Why have tertiary education schools, universities and institutes not been reopened as was the case with schools for younger students? Is it not important for students at this level to be in a classroom or lecture room environment to get the best learning experience? Will you allow for these to open safely before the end of the scholastic year? - Amanda Agius

In considering gradual reopening, post-secondary and tertiary education, universities and institutes have been classified separately since these are attended by adolescents and adults whose pattern of transmission of COVID-19 is unlike that of children whereby there is some evidence to show somewhat less possibility of becoming infected with and transmitting the virus as compared to adults.

In addition, these educational settings by design take place in different premises or lecture halls according to their choice subject, which, invariably, necessitates mixing of bubbles.

These are all measures which, to an extent can be ‘controlled’ up to secondary education settings. However, in such settings, there will be more persons potentially exposed to a positive case.

Moreover, although the social aspect of such settings is also important, interactions between persons outside the classroom is also an opportunity for mixing which is still considered an additional risk in the current scenario. The reopening of such settings has also been considered in the plan for careful easing of the public health measures and it will be announced in due course at the point when it is considered safe.

We run a childcare and kindergarten and ask our staff to take routine swab tests. Nearly all our staff have now been vaccinated, with the last ones due to be vaccinated shortly. Should we continue to ask them to take routine swab tests, or is it unnecessary at this point? - Frank Baldacchino

One is considered to be fully vaccinated when two weeks elapse following the administration of the final dose of the COVID vaccine. Evidence so far has shown very good protection against severe illness from COVID-19. However, there have been instances where fully vaccinated persons have still resulted positive for COVID-19.

Thus, such a routine swabbing recommendation should continue at least until all staff are fully vaccinated. Emphasis should be placed on ensuring staff/students do not attend school if unwell and also that a swab is requested for symptomatic persons, irrespective of vaccination status.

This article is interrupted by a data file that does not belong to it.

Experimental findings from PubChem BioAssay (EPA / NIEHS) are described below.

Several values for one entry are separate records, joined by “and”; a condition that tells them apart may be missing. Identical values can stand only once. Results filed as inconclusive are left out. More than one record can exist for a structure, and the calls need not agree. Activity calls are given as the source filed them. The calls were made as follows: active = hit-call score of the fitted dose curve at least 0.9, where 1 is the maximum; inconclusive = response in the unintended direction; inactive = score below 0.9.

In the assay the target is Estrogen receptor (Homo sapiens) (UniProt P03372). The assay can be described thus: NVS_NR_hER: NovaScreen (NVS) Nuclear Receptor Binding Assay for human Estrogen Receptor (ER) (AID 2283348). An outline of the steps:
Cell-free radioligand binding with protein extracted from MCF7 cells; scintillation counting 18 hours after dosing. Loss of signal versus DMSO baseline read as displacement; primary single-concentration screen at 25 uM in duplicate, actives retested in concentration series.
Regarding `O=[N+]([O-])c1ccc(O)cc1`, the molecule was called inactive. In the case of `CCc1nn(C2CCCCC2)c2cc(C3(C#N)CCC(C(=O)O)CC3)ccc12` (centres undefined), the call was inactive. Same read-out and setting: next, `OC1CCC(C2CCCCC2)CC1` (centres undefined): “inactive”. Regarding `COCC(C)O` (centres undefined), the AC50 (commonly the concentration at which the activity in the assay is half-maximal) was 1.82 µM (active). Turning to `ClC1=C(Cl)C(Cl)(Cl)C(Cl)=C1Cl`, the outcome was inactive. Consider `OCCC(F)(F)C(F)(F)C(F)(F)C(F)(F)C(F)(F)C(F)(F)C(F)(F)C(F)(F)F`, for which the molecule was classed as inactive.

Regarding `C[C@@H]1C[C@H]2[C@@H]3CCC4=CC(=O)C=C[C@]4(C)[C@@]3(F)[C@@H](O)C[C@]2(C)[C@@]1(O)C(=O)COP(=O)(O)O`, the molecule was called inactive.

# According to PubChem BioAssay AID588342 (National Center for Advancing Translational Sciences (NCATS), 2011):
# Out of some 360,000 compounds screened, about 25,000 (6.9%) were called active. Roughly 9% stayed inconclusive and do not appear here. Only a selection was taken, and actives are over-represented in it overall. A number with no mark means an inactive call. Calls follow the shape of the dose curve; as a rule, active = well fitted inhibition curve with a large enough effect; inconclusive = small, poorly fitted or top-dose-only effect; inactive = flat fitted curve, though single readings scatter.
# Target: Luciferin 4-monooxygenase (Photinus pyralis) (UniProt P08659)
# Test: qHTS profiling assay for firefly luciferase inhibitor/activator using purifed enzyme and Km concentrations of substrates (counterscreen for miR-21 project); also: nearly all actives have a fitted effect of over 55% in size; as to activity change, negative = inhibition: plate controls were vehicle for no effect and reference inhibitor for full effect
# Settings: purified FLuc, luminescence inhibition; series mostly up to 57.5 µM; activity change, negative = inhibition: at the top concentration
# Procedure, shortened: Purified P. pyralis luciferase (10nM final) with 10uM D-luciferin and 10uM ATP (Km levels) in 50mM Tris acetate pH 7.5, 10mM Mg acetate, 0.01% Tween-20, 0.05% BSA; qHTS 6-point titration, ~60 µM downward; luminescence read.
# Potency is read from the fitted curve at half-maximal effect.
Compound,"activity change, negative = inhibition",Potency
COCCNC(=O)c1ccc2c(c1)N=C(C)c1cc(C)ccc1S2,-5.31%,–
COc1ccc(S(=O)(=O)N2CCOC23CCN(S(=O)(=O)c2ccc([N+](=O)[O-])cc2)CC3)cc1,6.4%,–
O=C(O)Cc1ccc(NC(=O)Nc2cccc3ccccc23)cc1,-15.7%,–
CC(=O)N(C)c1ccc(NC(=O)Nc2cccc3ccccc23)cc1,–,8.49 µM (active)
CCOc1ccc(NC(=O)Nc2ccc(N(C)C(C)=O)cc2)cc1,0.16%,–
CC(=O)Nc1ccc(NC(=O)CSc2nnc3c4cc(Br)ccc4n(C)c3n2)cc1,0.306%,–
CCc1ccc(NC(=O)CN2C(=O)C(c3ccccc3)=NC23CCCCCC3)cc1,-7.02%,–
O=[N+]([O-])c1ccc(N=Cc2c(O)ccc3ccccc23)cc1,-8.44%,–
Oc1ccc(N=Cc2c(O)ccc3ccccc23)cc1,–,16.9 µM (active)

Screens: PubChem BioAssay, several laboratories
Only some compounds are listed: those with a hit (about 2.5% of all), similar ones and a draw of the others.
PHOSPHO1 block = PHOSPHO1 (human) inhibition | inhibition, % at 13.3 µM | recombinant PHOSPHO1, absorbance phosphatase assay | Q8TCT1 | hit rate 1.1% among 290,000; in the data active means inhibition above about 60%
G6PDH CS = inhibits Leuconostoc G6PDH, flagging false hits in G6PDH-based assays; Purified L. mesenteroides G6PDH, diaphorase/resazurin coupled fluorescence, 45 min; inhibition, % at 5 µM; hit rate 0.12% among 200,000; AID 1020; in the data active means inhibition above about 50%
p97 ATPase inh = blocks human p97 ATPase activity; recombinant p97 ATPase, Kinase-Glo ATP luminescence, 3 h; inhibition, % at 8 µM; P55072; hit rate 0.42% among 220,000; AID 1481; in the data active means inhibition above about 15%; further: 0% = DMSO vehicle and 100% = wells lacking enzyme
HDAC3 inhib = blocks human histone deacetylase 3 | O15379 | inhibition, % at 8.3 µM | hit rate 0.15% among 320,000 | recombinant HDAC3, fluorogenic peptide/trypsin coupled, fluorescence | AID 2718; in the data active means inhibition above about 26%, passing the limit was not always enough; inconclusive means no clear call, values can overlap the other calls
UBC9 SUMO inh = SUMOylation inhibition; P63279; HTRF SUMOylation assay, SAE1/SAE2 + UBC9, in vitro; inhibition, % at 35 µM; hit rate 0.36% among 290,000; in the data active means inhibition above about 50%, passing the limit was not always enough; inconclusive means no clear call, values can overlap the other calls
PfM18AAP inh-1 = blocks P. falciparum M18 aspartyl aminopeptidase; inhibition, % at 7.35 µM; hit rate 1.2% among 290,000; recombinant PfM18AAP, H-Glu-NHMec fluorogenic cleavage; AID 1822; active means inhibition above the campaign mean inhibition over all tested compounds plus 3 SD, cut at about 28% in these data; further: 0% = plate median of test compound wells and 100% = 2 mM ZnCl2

Are all the vaccines still effective against all the different variants? - Carmen Mifsud

When a virus is circulating in a population and causing many infections, the likelihood of the virus mutating increases. As more opportunities for spread increase, the more the virus replicates and, therefore, the more the opportunities for it to undergo changes.

The COVID-19 vaccines that are currently in development or have been approved are expected to provide at least some protection against new virus variants. This happens since vaccines elicit a broad immune response involving a range of antibodies and cells. So, vaccines are still offering protection to varying degrees against variants.

Vaccines are a critical tool in this COVID-19 pandemic with public health and life-saving benefits.

One should not refrain from being vaccinated due to concerns regarding variants as these are the best tools we have.

What has been shown so far is that if a person receives a full course of vaccination, then there’s enough protective immunity in the body to protect against severe disease, even from these variants. Companies and labs around the world are working on newer versions of the vaccine, which accommodate the proteins of the variant virus.

Is it likely that the COVID-19 vaccine will be needed to be taken annually? - Michael Cuschieri

When a vaccine is licensed, the information about the length of immunity which is available is limited to the particular period included in the trial. However, as vaccines are rolled out in various countries, the manufacturer will continue to monitor vaccine recipients for several months or more so that, over time, we will continue to get a better picture of the duration of immunity.

With this information, we will be better able to understand whether vaccines against COVID-19 will require annual dosing. We must also factor in the way that the virus may change and we would therefore require a “booster” dose more suited to the type of virus in circulation.

Have any questions to ask the superintendent? Send an e-mail to askcharmaine@timesofmalta.com.

Independent journalism costs money. Support Times of Malta for the price of a coffee.

Support Us